Do you think I should do this? Or that? What do you think of this? Or that? Which one do you thing I should choose? This one? Or that one?
Reassurance. Asking for someone outside of yourself to make your choice for you. In a sense, that’s actually what it is. Putting the power over your life and your choices, in the hands of somebody else. What for?
You run the risk of being put on pause. On hold. Waiting for the response from your father, wife, boss, co-worker, teacher or best friend. Not being able to move on, using the energy of the moment, because you are… what? Afraid you might make the wrong decision? Might pick the wrong thing? Walk down a path you should not have chosen?
Letting others choose for you might seem like an easy way to live life. But is it really your life then?
Reflection #8 of 24 from the notes I took and the experience I had at the Seth Godin Q&A-session in London, November 2015. These reflections will constitute my Advent Calendar for 2015, and will be posted daily from December 1st to the 24th.
Very interesting to hear Jeremy Heiman talk about the difference between old and new power, as well as old and new values. I resonate with the new power and the new values, and there is a lot of recognition there, from my experiences in social media during these past years.
As today is #NoHateSe-day in Sweden, I cannot help but make a connection to what Jeremy also speaks about, which is his point that new power by no means equals positive power. That depends on the values we come from, which in turn is dependent upon a choice we have to make, each and every one of us. Because both you and I have a choice in how we show up in the world.
Do you want to come from a point of hate, or a point of love? For me the choice is easy. I try to come from love, in all I do. And that might sound really hippyish and spaced out, but you know what I’ve noticed? The biggest difference is in me. When I come from a place of love, my life is better. Heck, it’s heaps better! Even when life sucks, and I’m in a bad mood, it’s still loads better, than when I came from a more negative and hateful place.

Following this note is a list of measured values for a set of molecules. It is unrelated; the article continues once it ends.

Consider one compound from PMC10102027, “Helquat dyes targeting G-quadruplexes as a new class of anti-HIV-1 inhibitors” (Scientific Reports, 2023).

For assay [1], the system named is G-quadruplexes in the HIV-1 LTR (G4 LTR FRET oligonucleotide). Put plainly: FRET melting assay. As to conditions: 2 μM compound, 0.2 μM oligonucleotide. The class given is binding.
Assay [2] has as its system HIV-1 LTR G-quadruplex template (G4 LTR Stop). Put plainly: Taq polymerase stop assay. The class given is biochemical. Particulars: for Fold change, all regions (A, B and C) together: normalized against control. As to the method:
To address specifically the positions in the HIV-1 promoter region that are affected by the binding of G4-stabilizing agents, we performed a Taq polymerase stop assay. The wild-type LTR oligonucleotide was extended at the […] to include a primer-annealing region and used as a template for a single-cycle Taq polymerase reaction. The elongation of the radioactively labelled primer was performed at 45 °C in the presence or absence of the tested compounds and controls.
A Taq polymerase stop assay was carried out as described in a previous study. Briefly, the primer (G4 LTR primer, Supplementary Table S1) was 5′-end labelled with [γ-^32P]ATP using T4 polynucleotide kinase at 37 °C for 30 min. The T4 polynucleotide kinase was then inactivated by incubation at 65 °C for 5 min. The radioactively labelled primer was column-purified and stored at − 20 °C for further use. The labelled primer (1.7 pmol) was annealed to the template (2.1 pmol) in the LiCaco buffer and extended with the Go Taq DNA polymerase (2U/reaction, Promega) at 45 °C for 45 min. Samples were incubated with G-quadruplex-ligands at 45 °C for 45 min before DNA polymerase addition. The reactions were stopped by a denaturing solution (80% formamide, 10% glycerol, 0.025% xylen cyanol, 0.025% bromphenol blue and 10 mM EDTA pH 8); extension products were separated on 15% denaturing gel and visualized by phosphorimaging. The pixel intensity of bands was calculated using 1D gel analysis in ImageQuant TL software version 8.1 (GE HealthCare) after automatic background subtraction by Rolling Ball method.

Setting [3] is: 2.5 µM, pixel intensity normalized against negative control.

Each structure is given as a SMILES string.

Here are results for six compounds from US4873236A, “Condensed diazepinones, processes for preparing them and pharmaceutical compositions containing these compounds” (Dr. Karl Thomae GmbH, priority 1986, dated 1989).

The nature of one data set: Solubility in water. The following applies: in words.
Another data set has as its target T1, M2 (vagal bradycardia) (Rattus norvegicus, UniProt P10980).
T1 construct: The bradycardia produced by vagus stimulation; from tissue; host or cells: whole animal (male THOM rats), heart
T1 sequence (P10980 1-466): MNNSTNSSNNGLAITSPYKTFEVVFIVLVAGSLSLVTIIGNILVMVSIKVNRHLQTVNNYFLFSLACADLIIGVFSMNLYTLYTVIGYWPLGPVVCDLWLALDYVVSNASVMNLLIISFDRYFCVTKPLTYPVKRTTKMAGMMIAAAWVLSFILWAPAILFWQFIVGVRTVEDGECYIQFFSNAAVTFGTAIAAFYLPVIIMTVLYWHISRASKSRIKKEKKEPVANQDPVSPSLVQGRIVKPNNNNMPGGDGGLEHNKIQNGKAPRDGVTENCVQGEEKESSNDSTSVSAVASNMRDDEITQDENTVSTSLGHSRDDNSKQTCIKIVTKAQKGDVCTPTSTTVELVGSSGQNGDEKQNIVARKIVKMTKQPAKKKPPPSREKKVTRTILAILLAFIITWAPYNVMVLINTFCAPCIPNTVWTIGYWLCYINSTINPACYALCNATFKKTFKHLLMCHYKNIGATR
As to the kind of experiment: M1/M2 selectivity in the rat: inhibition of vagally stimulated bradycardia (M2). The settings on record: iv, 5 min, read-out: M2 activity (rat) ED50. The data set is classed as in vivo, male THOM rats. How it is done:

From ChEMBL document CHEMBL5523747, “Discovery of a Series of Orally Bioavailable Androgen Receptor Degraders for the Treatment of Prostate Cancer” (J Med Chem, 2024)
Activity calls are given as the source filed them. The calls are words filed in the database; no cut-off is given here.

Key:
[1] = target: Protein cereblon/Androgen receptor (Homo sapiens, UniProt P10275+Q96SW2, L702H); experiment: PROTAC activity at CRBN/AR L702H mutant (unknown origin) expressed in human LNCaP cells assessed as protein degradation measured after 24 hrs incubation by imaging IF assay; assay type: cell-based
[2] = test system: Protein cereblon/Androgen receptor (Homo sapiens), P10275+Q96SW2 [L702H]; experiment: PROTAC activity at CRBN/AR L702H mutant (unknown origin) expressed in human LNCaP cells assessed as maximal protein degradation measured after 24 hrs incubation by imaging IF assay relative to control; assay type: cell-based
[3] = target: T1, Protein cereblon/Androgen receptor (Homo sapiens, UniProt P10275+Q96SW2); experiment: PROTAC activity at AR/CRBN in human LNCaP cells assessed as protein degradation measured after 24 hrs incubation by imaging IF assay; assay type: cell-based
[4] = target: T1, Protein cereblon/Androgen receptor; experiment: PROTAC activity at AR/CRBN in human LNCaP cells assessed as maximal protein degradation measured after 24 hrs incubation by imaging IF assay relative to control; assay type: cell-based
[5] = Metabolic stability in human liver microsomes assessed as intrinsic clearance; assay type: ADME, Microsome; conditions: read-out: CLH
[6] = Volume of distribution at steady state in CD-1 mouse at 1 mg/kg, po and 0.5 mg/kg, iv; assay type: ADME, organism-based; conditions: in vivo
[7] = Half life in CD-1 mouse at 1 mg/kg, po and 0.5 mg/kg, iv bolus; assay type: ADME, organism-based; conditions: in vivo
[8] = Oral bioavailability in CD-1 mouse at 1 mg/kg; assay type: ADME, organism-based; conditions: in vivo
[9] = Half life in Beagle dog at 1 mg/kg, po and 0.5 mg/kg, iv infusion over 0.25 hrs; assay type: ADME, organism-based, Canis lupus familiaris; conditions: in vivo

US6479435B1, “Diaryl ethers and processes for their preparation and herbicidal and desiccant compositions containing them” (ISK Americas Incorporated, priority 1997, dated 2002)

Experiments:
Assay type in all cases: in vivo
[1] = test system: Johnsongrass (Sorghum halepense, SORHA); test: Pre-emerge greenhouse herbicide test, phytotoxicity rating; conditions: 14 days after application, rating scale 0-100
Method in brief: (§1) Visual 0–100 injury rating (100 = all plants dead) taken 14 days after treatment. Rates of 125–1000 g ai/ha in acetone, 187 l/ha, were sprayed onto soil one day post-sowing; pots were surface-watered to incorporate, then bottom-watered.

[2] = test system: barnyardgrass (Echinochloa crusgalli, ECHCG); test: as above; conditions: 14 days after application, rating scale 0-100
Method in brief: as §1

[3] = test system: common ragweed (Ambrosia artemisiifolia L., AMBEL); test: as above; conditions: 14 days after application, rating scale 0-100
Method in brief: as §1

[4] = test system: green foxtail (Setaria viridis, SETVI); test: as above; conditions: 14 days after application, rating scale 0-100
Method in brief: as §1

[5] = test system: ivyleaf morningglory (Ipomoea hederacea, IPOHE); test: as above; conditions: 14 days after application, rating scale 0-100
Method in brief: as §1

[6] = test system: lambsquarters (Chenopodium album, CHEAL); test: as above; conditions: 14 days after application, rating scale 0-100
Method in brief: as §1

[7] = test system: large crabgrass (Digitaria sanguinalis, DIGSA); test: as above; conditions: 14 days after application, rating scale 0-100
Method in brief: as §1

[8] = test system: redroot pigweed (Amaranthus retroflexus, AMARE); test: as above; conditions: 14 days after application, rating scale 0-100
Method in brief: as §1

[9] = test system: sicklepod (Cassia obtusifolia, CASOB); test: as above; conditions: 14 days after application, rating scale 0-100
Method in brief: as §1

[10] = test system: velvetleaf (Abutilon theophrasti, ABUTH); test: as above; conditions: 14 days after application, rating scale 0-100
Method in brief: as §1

I love to read. I love books. And honestly love physical books more than ebooks, however digital I’ve become in other ways. The only time I truly prefer ebooks is when I am travelling. Then they absolutely rock!
Anyway, I finished a huge book last night, and I wanted to share it with you. I love to read really thick books, but it’s been a while since I read such a thick book as this one. Just over 900 pages. Yeah!
The Winter of the world by Ken Follett is about Europe during the twenties to the forties and it’s a gruesome story of power struggles, war and politics mixed with love, connections and hope. Ken Follett is an author I’ve read quite a lot by, but not for a while. And he’s productive, so I have a few more brick like books to entertain myself with over the summer. And actually, this is the second book in a trilogy, and I haven’t read the first one, so I have to get a hold of that one ASAP. I’m gonna order it at the library right away.
The feeling I get from listening to this story will stay with me for a long time. I actually listened to it while driving to a customer, and I have to say this: The story Hector Black tell, pack such a punch, that I recommend you just sit down and listen to it, not trying to focus on anything other than listening. You most definitely should not be on any moving vehicle, if you are the driver of it!
The power of a story never cease to surprise me. And this one was powerful. Oh so powerful.
What story would you want to share with the world?
Every day my students turn my classroom into a symphony of second chances. – Clint Smith
That phrase makes me shiver. Not unpleasantly at all, but rather from the sheer power of it, and from my desire to have that possibility of second chances be more present in the school system. Well. Why stop there. I want to see it on a global scale.
I carry their stories like a back pocket full of prayers.
The talk is captioned Celebrating resilience. Isn’t that one of natures foremost traits? Resilience. The abilility to endure, to bounce back, to survive and even prosper, despite harsh conditions.
Clint shares the resilience of his students, in a poetic and gripping narrative. I think most people have a story of resilience. I know I have a couple. Who would I be without those stories, told and retold. Who would you be without your stories?